British Reality TV Show Involves Extreme Sleep Deprivation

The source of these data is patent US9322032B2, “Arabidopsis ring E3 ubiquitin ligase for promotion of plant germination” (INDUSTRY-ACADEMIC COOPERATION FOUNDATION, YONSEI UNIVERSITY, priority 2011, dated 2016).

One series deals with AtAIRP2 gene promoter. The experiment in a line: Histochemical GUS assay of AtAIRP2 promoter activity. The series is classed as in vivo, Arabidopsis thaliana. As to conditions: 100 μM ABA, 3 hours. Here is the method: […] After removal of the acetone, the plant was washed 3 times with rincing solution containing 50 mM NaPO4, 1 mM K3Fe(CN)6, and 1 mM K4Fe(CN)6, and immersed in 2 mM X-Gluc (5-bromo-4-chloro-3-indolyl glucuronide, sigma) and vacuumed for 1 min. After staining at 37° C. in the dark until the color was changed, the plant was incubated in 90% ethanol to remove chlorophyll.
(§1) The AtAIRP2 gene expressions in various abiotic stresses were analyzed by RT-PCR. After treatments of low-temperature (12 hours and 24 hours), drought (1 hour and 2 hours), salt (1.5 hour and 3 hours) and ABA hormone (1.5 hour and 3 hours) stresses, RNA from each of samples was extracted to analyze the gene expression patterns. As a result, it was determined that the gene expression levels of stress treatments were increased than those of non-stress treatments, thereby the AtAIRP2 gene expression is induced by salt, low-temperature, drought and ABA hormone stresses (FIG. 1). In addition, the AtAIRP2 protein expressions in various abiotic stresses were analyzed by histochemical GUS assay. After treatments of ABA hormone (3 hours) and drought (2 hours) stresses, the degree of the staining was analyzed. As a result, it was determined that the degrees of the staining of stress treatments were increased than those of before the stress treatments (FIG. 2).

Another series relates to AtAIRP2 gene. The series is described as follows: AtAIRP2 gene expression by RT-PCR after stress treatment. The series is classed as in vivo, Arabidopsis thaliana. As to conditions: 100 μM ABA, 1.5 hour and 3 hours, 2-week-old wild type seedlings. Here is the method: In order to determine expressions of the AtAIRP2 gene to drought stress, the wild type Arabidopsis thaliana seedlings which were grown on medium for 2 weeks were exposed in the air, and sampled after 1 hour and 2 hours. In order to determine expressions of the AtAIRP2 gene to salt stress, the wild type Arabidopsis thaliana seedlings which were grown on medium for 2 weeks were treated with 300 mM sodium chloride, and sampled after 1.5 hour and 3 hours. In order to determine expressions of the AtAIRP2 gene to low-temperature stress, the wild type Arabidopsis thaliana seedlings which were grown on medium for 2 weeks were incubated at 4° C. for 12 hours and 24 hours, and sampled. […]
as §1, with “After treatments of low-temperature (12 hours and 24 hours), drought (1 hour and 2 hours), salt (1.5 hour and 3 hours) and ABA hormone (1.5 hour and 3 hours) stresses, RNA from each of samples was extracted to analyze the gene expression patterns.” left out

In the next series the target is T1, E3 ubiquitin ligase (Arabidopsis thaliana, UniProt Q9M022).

Almost 15 years ago, 10 people were tortured in an abandoned shopping center in east London on live TV. They were all contestants on the reality show Shattered, competing to stay awake as long as possible in order to win £100,000 ($121,602). After 178 hours of sleep deprivation, Clare Southern, a 19-year-old police cadet nicknamed “the terminator,” scooped up the prize. For ethical reasons, Shattered would probably never get made today. That’s a good thing, not just for potential contestants, but also for viewers, who complained about the show’s “misconceived and dangerous” premise. Along with American reality shows Survivor and Big Brother, Shattered was part of a series of “social experiment” shows that were generating interest in the early days of reality programming. The show did provide insights into the science of sleep and what total sleep deprivation feels and looks like, but it definitely took a toll on the contestants. The producers set contestants daily “you snooze, you lose” tasks between 2 a.m. and 4 a.m. when the body most craves sleep. The challenges were entertaining, though bordering on cruel. Contestants were read bedtime stories by grandmothers in overheated rooms and made to cuddle teddy bears or sit in a comfortable chair while watching paint dry. During the final challenge, when Southern had become the winner, the runners up, Chris Wandel and Jonathan Wood, were sent off to bed and fell asleep within 15 minutes. Southern, however, was so accomplished at staying awake that she up for nearly 2 hours before producers intervened. While none of the contestants suffered significant health consequences, they did suffer from brief hallucinations, which is common with sleep deprivation. Despite the dangers, producers said the contestants were young, healthy, informed of the risks, and closely monitored during filming.